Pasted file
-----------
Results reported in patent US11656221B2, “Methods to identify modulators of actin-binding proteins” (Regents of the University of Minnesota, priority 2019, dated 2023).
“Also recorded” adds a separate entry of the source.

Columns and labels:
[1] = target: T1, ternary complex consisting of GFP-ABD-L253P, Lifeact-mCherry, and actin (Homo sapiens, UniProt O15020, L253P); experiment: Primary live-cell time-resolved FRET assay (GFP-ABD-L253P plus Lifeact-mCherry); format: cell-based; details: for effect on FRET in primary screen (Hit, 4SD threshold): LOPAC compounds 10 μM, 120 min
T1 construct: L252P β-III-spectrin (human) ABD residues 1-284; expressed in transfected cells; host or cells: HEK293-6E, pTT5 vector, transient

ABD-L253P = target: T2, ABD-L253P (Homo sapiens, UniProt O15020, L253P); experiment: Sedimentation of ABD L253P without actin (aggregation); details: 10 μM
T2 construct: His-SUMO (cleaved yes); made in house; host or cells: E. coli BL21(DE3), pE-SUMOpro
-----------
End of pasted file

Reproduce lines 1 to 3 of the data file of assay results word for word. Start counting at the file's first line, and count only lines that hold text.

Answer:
Results reported in patent US11656221B2, “Methods to identify modulators of actin-binding proteins” (Regents of the University of Minnesota, priority 2019, dated 2023).
“Also recorded” adds a separate entry of the source.

Columns and labels: